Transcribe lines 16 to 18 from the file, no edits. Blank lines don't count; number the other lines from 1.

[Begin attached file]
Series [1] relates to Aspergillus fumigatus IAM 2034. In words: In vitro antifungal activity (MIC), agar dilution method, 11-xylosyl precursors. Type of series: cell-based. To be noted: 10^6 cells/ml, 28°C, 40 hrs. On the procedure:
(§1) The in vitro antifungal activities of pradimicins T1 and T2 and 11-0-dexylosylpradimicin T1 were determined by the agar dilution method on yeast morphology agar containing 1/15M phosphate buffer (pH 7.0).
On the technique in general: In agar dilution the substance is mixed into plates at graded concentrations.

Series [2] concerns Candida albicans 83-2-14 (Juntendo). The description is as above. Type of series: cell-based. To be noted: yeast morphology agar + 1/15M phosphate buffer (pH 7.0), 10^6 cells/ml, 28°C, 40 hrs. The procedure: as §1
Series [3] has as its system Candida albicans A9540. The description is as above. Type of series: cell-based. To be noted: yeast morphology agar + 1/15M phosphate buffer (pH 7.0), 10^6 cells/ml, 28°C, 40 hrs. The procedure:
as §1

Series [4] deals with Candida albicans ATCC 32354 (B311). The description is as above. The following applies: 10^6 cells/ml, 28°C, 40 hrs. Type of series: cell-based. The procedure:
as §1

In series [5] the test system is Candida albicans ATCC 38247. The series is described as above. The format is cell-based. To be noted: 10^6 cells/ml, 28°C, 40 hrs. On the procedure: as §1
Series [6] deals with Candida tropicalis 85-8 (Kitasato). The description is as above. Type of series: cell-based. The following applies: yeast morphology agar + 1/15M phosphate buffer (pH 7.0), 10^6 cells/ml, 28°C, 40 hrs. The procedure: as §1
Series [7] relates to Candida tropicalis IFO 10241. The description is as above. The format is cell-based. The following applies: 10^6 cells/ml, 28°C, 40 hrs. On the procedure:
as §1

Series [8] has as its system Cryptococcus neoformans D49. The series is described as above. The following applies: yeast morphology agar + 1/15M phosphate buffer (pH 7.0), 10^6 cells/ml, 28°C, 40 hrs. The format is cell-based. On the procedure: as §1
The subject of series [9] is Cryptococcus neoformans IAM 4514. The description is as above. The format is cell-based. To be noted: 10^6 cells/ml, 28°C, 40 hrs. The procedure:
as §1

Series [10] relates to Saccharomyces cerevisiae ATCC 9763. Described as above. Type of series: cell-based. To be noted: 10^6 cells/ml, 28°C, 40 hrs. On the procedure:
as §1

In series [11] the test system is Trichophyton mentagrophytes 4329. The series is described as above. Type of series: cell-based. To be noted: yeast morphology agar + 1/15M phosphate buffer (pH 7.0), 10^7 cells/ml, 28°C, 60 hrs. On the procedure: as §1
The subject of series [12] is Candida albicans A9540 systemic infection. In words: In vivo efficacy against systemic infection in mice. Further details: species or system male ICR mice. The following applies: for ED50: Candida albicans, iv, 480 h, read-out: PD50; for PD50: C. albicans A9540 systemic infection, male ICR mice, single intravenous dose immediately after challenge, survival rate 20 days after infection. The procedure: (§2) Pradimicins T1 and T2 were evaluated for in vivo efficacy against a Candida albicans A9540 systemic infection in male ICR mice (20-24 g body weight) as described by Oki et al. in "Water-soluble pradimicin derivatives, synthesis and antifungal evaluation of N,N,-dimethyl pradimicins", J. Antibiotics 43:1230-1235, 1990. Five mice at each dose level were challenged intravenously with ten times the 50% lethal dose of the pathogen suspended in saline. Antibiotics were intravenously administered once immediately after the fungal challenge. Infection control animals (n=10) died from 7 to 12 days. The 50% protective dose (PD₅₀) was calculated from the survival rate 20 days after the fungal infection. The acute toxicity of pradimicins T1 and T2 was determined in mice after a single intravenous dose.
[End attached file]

Series [10] relates to Saccharomyces cerevisiae ATCC 9763. Described as above. Type of series: cell-based. To be noted: 10^6 cells/ml, 28°C, 40 hrs. On the procedure:
as §1

In series [11] the test system is Trichophyton mentagrophytes 4329. The series is described as above. Type of series: cell-based. To be noted: yeast morphology agar + 1/15M phosphate buffer (pH 7.0), 10^7 cells/ml, 28°C, 60 hrs. On the procedure: as §1